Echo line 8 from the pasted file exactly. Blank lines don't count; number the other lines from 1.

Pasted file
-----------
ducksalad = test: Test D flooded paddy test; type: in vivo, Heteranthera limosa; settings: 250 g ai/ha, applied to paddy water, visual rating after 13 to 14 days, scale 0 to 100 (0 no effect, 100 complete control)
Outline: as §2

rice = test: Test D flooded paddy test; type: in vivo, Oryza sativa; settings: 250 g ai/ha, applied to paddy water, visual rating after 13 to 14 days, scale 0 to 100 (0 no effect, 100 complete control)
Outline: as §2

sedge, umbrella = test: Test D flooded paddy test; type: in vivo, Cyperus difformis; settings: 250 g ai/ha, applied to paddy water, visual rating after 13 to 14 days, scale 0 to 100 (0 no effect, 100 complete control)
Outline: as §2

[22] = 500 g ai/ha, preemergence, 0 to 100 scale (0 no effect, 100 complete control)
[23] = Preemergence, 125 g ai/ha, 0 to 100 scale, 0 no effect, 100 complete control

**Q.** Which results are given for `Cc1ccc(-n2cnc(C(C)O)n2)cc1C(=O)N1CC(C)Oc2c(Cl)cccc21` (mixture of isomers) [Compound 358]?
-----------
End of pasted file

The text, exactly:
[23] = Preemergence, 125 g ai/ha, 0 to 100 scale, 0 no effect, 100 complete control